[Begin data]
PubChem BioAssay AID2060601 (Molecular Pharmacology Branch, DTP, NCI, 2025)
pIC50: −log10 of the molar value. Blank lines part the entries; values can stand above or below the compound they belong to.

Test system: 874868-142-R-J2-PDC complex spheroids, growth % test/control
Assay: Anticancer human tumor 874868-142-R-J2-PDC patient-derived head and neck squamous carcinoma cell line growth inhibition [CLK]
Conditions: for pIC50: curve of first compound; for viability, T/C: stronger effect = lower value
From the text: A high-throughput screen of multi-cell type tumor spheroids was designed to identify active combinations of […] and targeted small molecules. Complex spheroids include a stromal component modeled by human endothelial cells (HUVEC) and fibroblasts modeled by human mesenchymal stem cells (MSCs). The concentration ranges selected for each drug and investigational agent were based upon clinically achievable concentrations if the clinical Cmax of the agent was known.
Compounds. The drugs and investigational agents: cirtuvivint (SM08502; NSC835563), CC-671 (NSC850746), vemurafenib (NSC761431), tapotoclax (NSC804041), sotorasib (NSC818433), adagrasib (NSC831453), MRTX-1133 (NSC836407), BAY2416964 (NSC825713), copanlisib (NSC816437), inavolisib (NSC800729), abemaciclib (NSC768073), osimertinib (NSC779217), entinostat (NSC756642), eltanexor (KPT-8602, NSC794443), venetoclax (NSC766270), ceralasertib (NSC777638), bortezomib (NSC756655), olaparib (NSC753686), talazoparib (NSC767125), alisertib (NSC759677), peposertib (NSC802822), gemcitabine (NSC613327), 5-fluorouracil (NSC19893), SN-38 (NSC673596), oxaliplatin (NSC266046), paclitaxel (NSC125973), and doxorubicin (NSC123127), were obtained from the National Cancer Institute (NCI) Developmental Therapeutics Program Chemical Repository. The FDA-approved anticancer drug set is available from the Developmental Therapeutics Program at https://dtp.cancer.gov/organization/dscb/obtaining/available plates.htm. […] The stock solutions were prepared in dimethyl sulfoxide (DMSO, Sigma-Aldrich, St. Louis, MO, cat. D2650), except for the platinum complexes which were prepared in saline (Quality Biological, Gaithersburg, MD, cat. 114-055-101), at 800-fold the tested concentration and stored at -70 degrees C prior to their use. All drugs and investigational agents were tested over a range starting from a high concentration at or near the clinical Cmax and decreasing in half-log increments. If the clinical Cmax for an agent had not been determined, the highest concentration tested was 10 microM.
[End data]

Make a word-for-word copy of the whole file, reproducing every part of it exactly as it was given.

PubChem BioAssay AID2060601 (Molecular Pharmacology Branch, DTP, NCI, 2025)
pIC50: −log10 of the molar value. Blank lines part the entries; values can stand above or below the compound they belong to.

Test system: 874868-142-R-J2-PDC complex spheroids, growth % test/control
Assay: Anticancer human tumor 874868-142-R-J2-PDC patient-derived head and neck squamous carcinoma cell line growth inhibition [CLK]
Conditions: for pIC50: curve of first compound; for viability, T/C: stronger effect = lower value
From the text: A high-throughput screen of multi-cell type tumor spheroids was designed to identify active combinations of […] and targeted small molecules. Complex spheroids include a stromal component modeled by human endothelial cells (HUVEC) and fibroblasts modeled by human mesenchymal stem cells (MSCs). The concentration ranges selected for each drug and investigational agent were based upon clinically achievable concentrations if the clinical Cmax of the agent was known.
Compounds. The drugs and investigational agents: cirtuvivint (SM08502; NSC835563), CC-671 (NSC850746), vemurafenib (NSC761431), tapotoclax (NSC804041), sotorasib (NSC818433), adagrasib (NSC831453), MRTX-1133 (NSC836407), BAY2416964 (NSC825713), copanlisib (NSC816437), inavolisib (NSC800729), abemaciclib (NSC768073), osimertinib (NSC779217), entinostat (NSC756642), eltanexor (KPT-8602, NSC794443), venetoclax (NSC766270), ceralasertib (NSC777638), bortezomib (NSC756655), olaparib (NSC753686), talazoparib (NSC767125), alisertib (NSC759677), peposertib (NSC802822), gemcitabine (NSC613327), 5-fluorouracil (NSC19893), SN-38 (NSC673596), oxaliplatin (NSC266046), paclitaxel (NSC125973), and doxorubicin (NSC123127), were obtained from the National Cancer Institute (NCI) Developmental Therapeutics Program Chemical Repository. The FDA-approved anticancer drug set is available from the Developmental Therapeutics Program at https://dtp.cancer.gov/organization/dscb/obtaining/available plates.htm. […] The stock solutions were prepared in dimethyl sulfoxide (DMSO, Sigma-Aldrich, St. Louis, MO, cat. D2650), except for the platinum complexes which were prepared in saline (Quality Biological, Gaithersburg, MD, cat. 114-055-101), at 800-fold the tested concentration and stored at -70 degrees C prior to their use. All drugs and investigational agents were tested over a range starting from a high concentration at or near the clinical Cmax and decreasing in half-log increments. If the clinical Cmax for an agent had not been determined, the highest concentration tested was 10 microM.